Tuesday, October 24, 2006

Meet John Stevens

After the initial shock/joy died down following Bob Clarke's resignation on Sunday, a new question emerged among hockey fans: "Who on earth is John Stevens, and why is he coaching the Philadelphia Flyers?"

The Globe and Mail's Alberta-based sportswriter Al Maki had a go at answering that in today's paper:
Stevens wasted little time trying to snap the Flyers out of their lethargy. At his second practice, he used Simon Gagné on different lines with different centres. Even defenceman Freddy Meyer took a turn at forward. More important, the players welcomed the sound of a new voice and the hopefulness it signalled.

"There are different styles of coaching, different styles of players, leaders," Richards told the media. "Some people are very soft-spoken, like Johnny is. When he talks, people listen."
Stevens is one of those type of players who seemingly always go on to be head coaches: He was a nondescript, stay-at-home defenceman who played the majority of his pro career in the minors. Off the top of my head, Mike Kitchen, Alain Vigneault, Jim Playfair, Claude Julien and Peter Laviolette all fit into that category, with the likes of Randy Carlyle, Dave Lewis, Joel Quenneville, Lindy Ruff and Trent Yawney having manned the blueline mainly in the NHL.

Is there something about defensive defenceman that they make good coaches? Or is there something to be said for playing in the minors translating into a different feel for the game?

Only 11 of the 30 current NHL head coaches ever played 500 games in the league, while just five coaches managed to hit the 1,000 game mark (Wayne Gretzky, Guy Carbonneau, Craig MacTavish, Carlyle and Lewis).



At 5:23 p.m., October 24, 2006, Anonymous David said...

Fringe players, tough guys with a desire to do more, players who don't get the spotlight - many coaches (not just head coaches, but assistants as well) can be described like this.

Many of these positions force a player to study the game to simply remain where they are. Let's face it: sometimes these guys just have the brains and not the legs (or hands) for the game. Stick their head on a perennial underacheiver and you get a superstar.

They're good enough to be a pro and get the experience they need to relate to their players well.

IMO, the worst thing one can do when trying to determine the future success of a coach is look at his stats line from his playing days.

At 6:55 p.m., October 24, 2006, Blogger Doogie said...

Actually, if you look at guys like Carbo and MacT, it's defensive players in general that seem to make out best as coaches. I agree with David that it's about thinking and working the game, rather than simply using your natural talent to your advantage. I mean, the old saw is, you can't teach scoring. If you understand things like defensive positioning and breakout plays, that goes a long way towards helping a team make the most of what it's got, in any league.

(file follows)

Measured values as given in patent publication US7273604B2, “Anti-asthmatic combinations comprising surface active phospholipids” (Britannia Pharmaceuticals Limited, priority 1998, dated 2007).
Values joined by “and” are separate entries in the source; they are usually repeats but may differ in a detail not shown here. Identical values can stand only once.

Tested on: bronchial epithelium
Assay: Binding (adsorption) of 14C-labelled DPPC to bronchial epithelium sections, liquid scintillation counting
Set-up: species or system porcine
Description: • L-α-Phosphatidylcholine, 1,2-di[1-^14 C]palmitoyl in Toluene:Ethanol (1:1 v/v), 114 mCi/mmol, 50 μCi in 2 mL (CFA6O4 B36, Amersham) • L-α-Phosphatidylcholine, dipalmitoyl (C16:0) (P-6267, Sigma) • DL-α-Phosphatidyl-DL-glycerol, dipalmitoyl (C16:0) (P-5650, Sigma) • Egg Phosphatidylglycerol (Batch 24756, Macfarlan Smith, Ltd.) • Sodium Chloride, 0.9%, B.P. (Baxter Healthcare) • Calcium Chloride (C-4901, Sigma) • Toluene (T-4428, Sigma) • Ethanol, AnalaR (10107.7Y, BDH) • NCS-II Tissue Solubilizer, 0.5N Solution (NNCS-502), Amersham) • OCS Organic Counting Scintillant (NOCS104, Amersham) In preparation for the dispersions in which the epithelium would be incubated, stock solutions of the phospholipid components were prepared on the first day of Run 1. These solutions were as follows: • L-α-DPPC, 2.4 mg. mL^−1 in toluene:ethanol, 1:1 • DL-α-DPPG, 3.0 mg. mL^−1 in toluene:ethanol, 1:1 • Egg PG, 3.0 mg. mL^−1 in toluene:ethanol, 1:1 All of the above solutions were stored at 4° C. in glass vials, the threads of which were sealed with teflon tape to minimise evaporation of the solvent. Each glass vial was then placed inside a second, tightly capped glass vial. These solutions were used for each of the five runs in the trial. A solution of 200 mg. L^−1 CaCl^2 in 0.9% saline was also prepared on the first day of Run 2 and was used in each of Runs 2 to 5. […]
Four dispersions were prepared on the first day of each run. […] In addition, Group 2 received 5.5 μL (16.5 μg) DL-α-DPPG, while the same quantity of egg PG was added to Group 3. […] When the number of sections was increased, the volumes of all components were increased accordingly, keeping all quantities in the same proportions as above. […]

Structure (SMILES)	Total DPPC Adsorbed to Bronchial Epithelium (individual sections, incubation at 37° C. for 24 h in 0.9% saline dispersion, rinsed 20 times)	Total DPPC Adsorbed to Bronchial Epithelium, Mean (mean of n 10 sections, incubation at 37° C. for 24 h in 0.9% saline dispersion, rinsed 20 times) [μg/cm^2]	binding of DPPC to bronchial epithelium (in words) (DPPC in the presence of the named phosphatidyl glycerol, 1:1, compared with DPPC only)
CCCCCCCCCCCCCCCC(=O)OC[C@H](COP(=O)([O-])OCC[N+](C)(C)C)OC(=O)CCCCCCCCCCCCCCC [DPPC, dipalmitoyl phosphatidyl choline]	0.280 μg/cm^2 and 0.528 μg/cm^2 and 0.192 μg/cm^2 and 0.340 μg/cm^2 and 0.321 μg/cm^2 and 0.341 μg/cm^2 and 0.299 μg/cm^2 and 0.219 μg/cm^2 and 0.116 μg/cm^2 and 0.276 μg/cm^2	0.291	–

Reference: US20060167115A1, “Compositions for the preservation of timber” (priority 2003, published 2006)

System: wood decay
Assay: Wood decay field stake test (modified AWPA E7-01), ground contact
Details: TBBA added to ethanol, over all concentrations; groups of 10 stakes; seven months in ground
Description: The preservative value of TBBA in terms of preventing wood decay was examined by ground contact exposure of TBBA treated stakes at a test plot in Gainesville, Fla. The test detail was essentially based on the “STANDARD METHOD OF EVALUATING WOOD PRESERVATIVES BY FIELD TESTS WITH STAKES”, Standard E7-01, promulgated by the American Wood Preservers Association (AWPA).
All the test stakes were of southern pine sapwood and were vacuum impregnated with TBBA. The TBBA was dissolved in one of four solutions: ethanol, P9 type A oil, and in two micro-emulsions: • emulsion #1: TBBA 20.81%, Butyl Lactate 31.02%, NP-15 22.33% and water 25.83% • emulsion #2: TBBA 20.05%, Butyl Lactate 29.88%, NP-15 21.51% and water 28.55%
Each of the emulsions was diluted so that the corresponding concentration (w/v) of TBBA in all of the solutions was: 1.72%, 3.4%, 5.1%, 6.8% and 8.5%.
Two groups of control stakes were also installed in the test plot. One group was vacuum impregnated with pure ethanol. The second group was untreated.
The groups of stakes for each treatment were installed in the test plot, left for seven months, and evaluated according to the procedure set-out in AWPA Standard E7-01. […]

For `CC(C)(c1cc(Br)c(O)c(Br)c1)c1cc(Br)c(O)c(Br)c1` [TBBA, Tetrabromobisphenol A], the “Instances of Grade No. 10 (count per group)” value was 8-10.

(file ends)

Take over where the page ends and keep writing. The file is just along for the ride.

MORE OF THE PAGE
At 7:16 p.m., October 24, 2006, Anonymous Anonymous said...

You hear that about other sports, as well--the amazingly talented stars can't coach as well because they can't coach what they did out of sheer talent and instinct. Less talented players had to use everything they had. They might also have an easier time relating to their own less talented, hard-working players as a coach.

In baseball, a lot of successful managers played as catchers. Like defensemen, it might give them a broader appreciation of the totality of the game played as a team, not just the role of their own position.

At 11:12 a.m., October 26, 2006, Anonymous BostonFlyersFan said...

I have no clue how good a coach Stevens is. As James previously noted, his Phantoms teams never exactly set the world on fire offensively.

But he has coached most of the Flyers' talented young players before and gotten good performances out of them, including the '05 Calder Cup championship run, when Carter and Richards joined from the Canadian junior national team and electrified a bland offense.

The knock on Hitchcock from the day he was hired was that he had little patience for younger players, liked to rely on veterans, didn't trust younger guys with more than fourth-line duties, etc. Surprising given Hitchcock's minor-league coaching background, but I can't say that it hasn't seemed accurate.

Yet the biggest challenge for the Flyers is the development of their younger players, especially in the new salary-capped NHL. Gone are the days when Bob Clarke can trade away top draft picks for veteran quick fixes, which also has a lot to do with why the team is where it is today, but that's a story for another day.

When Hitchcock was hired, the Flyers were a veteran-laden team. The makeup of the team has changed dramatically over these last four years however, which few writers and analysts have pointed out. Just three players remain from that 02-03 team (Gagne, Kapanen and Esche), the rest leaving via trade, free agency or retirement. We've seen flashes of brilliance from a lot of the younger players but we've seen them disappear for long stretches, even appear to regress at times. Based on some of the feedback from the locker room this week, the feeling that Hitchcock was the wrong coach for such a young team seems to be shared by the players.

It's too soon to say that John Stevens is the solution, but I think he's definitely a step in the right direction.

At 8:21 p.m., October 27, 2006, Anonymous Anonymous said...

Fat Bastard's mishandling of Justin Williams should have been enough to get him railroaded out of town years ago. That Clarke agreed to trade him for Carolina for that useless sack o' nails Danny Do-Nothing Markov should have got Booby fired, too.


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